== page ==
Matt Damon in Steven Soderbergh’s 'Contagion'
From his fratty start as Ben Affleck’s other half, Matt Damon has quietly evolved into a terrific actor.
A decade and a half after he burst into public consciousness with one of the most obnoxious debuts of modern times, Matt Damon has quietly, almost underneath the radar, transformed himself into one of the most effective actors of our day. While others of his generation have soaked up the acclaim and the trophies, Damon has turned in a string of flawless performances that have suddenly turned him into the archetype for a new breed of screen masculinity.
Looking back on the Matt Damon who stampeded onto the scene in 1997, there was little evidence to suggest the material of greatness. First appearing as half of a buddy act with fellow Bostonian Ben Affleck, the testosterone-fueled duo personified Hollywood’s cigar-lounge era. The image was capped by the pair’s fist-pumping Oscar-acceptance speech after winning the screenplay award for Good Will Hunting when Damon was the appalling age of 27.
But since that night, Damon has traveled almost in the exact opposite direction from the frat-boy trail, settling down to a series of non-showy, journeymen performances onscreen, and a reticence toward the spotlight offscreen that has, years later, transformed him into something no one could have foreseen: our most admirable of young actors.
Most recently, Damon turns in another of his quietly devastating performances in Steven Soderbergh’s Contagion, which comes out Friday, playing the puffy, cuckolded husband of an international plague’s Patient Zero (Gwyneth Paltrow). After his wife’s demise, Damon’s character leads his daughter through an unfolding wasteland as the world crumbles into chaos. It is another wonderfully understated performance that gives the film its emotional core: Damon’s character quietly doing what he must, burying the anguish deep within. Whenever the erupting bedlam gets too scary, the film cuts back to Damon, his character embodying the reassurance that humanity can in fact survive the nightmare.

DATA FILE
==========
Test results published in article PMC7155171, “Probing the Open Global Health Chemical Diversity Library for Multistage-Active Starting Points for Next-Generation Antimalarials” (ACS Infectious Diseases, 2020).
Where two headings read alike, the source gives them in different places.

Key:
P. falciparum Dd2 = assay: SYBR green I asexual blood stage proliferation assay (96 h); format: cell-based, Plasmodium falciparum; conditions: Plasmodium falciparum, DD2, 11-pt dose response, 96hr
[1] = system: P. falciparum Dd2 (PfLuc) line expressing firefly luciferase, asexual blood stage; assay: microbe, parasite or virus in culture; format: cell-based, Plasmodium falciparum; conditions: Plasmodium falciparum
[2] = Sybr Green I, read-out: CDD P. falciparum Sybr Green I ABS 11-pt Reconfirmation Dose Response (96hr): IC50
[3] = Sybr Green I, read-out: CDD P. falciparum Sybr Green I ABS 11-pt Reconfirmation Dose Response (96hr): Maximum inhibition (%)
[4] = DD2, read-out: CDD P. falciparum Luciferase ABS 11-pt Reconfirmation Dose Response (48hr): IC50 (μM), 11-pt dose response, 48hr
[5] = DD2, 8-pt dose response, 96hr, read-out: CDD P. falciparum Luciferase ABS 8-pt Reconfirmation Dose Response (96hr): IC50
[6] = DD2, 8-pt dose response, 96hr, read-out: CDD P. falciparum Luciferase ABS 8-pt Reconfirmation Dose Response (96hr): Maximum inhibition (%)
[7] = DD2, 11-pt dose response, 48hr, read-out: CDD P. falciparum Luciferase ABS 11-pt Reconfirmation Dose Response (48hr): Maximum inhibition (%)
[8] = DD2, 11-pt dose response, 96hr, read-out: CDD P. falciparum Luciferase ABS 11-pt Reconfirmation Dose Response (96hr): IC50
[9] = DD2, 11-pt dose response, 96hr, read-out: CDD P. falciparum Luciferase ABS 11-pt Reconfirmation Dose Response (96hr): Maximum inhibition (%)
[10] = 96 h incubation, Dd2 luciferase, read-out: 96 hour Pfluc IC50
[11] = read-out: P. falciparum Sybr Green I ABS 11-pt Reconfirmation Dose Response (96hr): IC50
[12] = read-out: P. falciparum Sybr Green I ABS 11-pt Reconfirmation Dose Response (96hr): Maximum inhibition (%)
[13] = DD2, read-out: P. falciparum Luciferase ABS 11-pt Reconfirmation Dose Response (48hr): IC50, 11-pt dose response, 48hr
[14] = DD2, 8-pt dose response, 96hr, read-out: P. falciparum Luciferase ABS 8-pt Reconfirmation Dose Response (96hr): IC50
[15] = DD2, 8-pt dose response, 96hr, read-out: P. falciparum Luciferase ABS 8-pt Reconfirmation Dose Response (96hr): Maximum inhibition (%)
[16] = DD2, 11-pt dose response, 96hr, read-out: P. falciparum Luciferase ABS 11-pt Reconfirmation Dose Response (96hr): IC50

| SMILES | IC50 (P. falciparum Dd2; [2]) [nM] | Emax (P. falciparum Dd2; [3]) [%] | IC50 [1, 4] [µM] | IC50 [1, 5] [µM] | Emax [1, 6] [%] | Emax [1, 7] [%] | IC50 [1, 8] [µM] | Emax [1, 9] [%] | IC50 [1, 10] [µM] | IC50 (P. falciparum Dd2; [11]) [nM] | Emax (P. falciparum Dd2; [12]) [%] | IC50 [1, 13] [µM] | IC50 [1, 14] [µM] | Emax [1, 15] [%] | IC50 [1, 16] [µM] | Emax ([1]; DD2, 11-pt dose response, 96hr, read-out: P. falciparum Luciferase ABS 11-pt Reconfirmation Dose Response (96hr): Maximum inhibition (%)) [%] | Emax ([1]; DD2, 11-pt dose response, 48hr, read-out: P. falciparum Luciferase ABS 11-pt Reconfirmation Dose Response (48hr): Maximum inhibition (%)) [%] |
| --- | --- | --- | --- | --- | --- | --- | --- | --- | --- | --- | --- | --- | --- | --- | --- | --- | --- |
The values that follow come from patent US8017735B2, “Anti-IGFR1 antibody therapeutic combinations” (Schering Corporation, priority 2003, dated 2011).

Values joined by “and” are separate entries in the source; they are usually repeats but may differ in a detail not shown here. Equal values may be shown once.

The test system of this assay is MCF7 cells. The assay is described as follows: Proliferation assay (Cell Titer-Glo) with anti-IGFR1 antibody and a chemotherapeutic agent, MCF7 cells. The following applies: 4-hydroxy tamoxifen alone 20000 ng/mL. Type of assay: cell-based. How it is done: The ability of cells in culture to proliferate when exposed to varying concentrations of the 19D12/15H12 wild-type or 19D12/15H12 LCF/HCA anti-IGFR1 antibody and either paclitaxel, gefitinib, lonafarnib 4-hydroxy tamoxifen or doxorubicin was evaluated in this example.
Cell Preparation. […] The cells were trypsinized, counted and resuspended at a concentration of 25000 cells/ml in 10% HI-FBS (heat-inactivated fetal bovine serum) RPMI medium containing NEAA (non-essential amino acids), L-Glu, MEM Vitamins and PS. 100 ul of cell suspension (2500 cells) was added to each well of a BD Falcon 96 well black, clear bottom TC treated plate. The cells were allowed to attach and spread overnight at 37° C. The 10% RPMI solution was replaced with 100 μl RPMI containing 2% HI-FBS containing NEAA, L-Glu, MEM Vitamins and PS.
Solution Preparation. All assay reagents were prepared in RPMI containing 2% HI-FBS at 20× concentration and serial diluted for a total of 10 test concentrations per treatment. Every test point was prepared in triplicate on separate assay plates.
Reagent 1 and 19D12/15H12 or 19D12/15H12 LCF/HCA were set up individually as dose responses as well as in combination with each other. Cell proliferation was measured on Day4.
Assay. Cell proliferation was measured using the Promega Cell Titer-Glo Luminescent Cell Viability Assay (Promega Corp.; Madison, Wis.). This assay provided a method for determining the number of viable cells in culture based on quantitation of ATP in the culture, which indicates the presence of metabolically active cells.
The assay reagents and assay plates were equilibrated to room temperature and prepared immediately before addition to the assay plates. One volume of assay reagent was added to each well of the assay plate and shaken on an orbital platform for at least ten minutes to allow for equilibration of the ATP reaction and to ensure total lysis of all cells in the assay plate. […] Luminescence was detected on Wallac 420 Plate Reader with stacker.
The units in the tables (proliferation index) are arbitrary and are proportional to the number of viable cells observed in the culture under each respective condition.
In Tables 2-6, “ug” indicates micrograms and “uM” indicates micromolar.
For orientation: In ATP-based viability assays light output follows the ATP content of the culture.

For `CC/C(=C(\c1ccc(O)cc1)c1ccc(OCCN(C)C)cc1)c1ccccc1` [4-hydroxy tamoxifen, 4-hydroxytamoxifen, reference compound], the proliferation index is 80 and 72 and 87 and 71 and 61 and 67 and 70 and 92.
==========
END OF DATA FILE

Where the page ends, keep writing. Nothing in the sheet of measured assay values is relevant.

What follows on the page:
The role fits perfectly into his niche as the anti-glam star, a persona most widely seen in the Bourne films, the least-flashy spy series ever to grace the screen. Taken together, the sum of Damon’s characters can be seen as forging a new way for American males—neither macho nor emo: men setting aside whatever feelings they may have for the moment while they just try to get us all out of this mess.
Damon’s onscreen rectitude is by now fully reflected in his offscreen persona, where he has become his generation’s most un-Hollywood star. After his youthful starlet dalliances (Winona Ryder, Minnie Driver), Damon’s private life receded into a secure vault. Unlike the very front-page entanglements of Affleck, Damon’s 2005 wedding to an Argentine interior designer eluded the tabloids’ gaze, and his personal life has stayed out of their pages ever since.
So reluctant is he to play the game that a 2007 interviewer for GQ complained that the sound of him urinating from the next room was the most interesting thing she heard during their time together. In the same interview, while swatting down every question put to him, Damon described his refusal to play the star game, saying, “I’m not going to pimp out my infant daughter to sell The Bourne Ultimatum.” Risking coming off as a petulant brat, Damon’s shunning of the choreographed minuet of mock confessional that passes for entertainment journalism was one of the most authentic moves a modern Hollywood star can make. By refusing to reveal much, Damon has left us the room to take in his quiet performances with as little baggage as possible.